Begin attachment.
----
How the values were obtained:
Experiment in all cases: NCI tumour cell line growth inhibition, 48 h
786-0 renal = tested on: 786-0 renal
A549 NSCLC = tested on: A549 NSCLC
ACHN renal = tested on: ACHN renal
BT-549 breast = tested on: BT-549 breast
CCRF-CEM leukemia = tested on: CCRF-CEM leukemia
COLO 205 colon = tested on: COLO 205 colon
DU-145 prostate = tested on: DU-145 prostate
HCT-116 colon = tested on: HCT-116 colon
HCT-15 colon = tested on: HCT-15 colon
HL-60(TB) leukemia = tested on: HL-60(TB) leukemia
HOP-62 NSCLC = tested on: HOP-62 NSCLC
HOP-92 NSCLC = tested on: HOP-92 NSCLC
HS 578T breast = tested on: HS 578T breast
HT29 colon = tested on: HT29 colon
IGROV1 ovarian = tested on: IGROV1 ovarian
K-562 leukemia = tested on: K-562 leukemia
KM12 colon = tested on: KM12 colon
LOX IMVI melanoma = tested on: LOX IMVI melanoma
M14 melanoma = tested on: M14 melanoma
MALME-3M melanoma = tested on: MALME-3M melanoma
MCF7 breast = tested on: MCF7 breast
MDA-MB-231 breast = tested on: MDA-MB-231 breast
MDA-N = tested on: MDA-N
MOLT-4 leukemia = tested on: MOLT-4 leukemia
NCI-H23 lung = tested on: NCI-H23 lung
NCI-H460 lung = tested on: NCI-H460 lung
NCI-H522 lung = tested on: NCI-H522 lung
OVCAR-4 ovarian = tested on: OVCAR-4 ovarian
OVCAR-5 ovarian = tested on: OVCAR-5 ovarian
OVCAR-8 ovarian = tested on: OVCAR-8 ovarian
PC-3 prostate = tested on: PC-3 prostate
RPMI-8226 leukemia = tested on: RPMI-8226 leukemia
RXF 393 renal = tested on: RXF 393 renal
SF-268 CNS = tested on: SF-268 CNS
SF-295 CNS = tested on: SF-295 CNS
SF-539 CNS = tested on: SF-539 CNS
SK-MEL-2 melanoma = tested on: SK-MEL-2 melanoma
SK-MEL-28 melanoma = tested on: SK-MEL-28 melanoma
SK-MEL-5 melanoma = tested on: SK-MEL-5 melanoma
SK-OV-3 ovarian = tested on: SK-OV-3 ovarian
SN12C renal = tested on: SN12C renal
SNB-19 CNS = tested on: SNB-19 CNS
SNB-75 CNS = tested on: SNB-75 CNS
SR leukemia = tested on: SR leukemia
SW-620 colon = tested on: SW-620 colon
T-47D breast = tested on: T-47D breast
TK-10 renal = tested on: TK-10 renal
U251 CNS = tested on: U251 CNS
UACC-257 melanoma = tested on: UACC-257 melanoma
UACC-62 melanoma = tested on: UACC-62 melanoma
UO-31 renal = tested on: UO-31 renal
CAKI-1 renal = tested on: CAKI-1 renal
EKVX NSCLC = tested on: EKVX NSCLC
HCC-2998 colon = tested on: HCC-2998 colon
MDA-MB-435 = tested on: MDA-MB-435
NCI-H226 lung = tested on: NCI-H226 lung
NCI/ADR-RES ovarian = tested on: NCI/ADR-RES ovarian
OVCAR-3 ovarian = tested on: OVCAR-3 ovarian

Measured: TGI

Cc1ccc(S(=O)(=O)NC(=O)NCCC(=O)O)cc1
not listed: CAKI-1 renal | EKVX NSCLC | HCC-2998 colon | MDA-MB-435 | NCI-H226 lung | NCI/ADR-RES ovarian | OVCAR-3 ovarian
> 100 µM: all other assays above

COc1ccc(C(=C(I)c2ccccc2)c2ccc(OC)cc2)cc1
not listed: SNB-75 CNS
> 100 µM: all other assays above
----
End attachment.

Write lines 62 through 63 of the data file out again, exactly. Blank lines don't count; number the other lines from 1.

Cc1ccc(S(=O)(=O)NC(=O)NCCC(=O)O)cc1
not listed: CAKI-1 renal | EKVX NSCLC | HCC-2998 colon | MDA-MB-435 | NCI-H226 lung | NCI/ADR-RES ovarian | OVCAR-3 ovarian